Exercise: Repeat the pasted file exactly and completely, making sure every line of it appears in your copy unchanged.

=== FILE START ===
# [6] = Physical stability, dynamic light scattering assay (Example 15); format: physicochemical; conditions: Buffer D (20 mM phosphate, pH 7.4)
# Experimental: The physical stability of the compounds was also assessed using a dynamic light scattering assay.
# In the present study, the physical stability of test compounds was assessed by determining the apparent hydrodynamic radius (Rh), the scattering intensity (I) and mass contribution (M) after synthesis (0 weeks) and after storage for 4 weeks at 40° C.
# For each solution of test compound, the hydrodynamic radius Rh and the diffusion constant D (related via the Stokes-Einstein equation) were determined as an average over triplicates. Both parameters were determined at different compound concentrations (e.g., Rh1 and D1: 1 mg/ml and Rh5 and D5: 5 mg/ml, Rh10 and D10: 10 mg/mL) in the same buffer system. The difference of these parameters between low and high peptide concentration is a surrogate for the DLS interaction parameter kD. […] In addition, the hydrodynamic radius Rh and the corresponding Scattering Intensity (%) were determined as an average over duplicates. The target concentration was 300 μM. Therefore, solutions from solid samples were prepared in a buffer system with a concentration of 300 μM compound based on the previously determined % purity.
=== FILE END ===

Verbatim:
# [6] = Physical stability, dynamic light scattering assay (Example 15); format: physicochemical; conditions: Buffer D (20 mM phosphate, pH 7.4)
# Experimental: The physical stability of the compounds was also assessed using a dynamic light scattering assay.
# In the present study, the physical stability of test compounds was assessed by determining the apparent hydrodynamic radius (Rh), the scattering intensity (I) and mass contribution (M) after synthesis (0 weeks) and after storage for 4 weeks at 40° C.
# For each solution of test compound, the hydrodynamic radius Rh and the diffusion constant D (related via the Stokes-Einstein equation) were determined as an average over triplicates. Both parameters were determined at different compound concentrations (e.g., Rh1 and D1: 1 mg/ml and Rh5 and D5: 5 mg/ml, Rh10 and D10: 10 mg/mL) in the same buffer system. The difference of these parameters between low and high peptide concentration is a surrogate for the DLS interaction parameter kD. […] In addition, the hydrodynamic radius Rh and the corresponding Scattering Intensity (%) were determined as an average over duplicates. The target concentration was 300 μM. Therefore, solutions from solid samples were prepared in a buffer system with a concentration of 300 μM compound based on the previously determined % purity.